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Vaccine. 2012 Feb 1;30(6):985-8. doi: 10.1016/j.vaccine.2011.12.049. Epub 2011 Dec 20.

Contact transmission of vaccinia virus from smallpox vaccinees in the United States, 2003-2011.

Author information

1
Armed Forces Health Surveillance Center, 11800 Tech Road, Suite 220, Silver Spring, MD 20904, USA. ellen.wertheimer@us.army.mil

Abstract

Since 2002, approximately 40,000 US civilians and 2.1 million military personnel have been vaccinated against smallpox. The vaccine contains live vaccinia virus that can be transferred through physical contact. This report summarizes numbers, rates, and characteristics of contact vaccinia cases that presented between December 2002 and March 2011. Cases were identified from reports in adverse event reporting systems and peer-reviewed literature. One hundred fifteen cases of vaccinia transmission through contact were identified (5.4 per 100,000 vaccinees); 52 reports (45%) noted laboratory confirmation. Three-quarters of vaccinees, but fewer than 8% of contact vaccinia cases, were described as military members. Most cases were household or intimate contacts (n=86, 75%) or wrestling partners (n=18, 16%) of vaccinees. Nearly all cases manifested mild, local skin reactions; of 14 hospitalized cases, one was life-threatening. Vaccinia transmission from vaccinees is relatively infrequent. Continued attention to both vaccinee education and screening for contraindications to vaccination is appropriate.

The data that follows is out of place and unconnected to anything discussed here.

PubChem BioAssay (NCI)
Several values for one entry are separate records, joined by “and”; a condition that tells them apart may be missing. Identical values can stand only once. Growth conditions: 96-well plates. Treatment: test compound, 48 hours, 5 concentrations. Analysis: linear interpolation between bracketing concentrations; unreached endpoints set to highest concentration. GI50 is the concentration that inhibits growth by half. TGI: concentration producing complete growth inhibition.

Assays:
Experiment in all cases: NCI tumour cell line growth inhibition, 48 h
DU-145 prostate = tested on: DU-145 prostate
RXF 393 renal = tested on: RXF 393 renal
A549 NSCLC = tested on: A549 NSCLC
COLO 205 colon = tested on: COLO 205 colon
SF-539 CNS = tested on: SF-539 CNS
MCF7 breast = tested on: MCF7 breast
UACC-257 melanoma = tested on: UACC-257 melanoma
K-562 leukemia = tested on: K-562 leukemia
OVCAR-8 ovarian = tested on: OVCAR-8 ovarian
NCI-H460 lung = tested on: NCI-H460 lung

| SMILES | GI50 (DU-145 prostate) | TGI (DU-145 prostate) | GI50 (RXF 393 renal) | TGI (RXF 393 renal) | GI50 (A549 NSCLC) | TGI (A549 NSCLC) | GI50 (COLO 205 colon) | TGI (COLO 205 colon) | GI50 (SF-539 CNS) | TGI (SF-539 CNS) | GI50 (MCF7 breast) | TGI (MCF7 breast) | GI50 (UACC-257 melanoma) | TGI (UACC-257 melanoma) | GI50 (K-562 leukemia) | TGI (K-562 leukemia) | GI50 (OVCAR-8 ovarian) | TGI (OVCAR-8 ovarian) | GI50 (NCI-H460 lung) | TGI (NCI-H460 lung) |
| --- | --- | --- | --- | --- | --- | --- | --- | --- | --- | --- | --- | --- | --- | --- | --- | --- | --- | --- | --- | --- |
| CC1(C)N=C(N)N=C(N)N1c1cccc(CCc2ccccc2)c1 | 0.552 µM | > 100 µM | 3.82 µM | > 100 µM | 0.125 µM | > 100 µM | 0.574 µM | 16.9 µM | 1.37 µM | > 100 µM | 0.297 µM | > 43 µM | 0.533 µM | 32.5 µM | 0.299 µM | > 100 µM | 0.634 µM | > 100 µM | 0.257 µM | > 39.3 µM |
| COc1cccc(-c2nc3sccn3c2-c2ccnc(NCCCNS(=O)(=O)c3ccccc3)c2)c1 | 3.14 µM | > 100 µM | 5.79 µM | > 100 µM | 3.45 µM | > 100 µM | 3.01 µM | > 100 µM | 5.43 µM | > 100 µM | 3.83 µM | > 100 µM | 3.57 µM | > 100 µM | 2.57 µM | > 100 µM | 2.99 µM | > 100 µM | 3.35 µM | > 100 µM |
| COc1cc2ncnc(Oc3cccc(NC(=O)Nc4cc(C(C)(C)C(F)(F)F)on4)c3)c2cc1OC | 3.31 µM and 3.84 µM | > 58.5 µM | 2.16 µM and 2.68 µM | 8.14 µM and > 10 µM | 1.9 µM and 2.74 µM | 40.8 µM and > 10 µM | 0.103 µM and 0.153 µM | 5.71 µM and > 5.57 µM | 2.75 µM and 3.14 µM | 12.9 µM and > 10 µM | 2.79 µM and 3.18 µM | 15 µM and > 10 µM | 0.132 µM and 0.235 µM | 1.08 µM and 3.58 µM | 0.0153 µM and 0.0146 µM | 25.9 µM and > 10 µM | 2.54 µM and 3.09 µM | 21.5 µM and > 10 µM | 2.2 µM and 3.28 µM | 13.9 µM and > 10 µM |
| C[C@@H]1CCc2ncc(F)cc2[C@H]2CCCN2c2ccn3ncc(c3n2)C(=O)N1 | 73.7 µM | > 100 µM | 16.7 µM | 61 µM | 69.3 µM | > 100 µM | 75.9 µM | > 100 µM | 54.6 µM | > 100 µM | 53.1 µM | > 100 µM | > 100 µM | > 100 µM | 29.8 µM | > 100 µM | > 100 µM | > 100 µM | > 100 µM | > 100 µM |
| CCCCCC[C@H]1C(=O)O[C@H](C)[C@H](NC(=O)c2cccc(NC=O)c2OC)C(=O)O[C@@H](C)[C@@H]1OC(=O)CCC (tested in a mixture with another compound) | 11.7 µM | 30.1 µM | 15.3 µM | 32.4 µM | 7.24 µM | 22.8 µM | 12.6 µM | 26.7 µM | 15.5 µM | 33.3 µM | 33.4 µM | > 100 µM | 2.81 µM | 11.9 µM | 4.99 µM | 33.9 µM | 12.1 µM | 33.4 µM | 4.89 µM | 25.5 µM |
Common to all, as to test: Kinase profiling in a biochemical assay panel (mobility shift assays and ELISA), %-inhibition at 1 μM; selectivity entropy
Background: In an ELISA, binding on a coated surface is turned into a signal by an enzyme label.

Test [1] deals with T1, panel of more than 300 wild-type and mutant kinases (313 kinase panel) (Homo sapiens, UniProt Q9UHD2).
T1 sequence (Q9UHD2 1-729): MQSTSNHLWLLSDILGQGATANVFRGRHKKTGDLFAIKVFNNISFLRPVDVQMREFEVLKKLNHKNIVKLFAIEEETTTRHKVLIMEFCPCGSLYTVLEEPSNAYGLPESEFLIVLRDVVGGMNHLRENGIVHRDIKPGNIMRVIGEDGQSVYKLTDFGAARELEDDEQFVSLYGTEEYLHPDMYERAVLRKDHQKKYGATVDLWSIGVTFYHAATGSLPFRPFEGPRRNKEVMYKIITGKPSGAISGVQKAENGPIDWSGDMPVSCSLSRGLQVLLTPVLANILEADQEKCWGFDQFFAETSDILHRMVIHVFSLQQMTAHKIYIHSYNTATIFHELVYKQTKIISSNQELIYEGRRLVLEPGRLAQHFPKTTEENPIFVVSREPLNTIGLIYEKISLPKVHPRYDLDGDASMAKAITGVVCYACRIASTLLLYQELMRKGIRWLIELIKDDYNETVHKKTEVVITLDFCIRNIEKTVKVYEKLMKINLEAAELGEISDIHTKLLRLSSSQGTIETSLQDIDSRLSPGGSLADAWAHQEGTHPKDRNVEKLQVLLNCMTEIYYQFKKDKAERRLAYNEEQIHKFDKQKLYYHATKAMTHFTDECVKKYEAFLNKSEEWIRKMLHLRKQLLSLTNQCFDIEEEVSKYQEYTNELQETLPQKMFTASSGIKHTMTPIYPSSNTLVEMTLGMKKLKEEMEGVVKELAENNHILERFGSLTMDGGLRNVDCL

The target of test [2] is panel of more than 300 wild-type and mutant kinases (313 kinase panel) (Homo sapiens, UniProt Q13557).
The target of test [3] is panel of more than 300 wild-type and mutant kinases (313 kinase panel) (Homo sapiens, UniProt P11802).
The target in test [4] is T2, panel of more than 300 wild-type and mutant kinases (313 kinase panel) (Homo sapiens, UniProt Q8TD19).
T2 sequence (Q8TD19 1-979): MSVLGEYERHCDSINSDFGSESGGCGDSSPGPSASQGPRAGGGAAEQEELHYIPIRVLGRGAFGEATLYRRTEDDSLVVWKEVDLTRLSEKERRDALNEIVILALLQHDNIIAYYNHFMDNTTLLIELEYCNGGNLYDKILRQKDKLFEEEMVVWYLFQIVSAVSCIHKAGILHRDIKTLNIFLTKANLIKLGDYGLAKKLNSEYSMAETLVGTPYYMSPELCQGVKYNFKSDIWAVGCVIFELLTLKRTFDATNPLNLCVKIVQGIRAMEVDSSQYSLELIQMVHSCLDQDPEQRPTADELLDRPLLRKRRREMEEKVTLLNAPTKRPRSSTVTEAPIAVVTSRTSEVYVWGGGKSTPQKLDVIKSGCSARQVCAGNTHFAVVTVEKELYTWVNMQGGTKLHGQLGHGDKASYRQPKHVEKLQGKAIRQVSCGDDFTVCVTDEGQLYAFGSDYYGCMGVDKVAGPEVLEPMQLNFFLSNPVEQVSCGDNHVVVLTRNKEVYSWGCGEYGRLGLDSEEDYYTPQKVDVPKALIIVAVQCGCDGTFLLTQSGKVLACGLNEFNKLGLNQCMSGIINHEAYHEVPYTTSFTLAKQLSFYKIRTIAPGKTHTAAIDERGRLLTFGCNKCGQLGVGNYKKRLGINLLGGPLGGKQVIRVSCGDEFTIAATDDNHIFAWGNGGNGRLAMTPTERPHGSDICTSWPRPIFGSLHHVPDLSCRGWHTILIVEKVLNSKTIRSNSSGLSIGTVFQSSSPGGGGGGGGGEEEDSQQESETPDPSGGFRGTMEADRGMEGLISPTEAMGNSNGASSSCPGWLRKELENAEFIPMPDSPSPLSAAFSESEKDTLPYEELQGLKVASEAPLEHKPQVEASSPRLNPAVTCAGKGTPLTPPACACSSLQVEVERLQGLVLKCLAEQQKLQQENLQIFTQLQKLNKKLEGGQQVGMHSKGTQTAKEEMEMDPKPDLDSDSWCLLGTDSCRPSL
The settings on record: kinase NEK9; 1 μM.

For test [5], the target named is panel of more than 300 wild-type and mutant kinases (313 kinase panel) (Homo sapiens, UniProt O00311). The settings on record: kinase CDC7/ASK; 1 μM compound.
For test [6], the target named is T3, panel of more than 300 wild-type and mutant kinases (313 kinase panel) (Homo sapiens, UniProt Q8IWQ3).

PMID:
22192851
DOI:
10.1016/j.vaccine.2011.12.049
[Indexed for MEDLINE]

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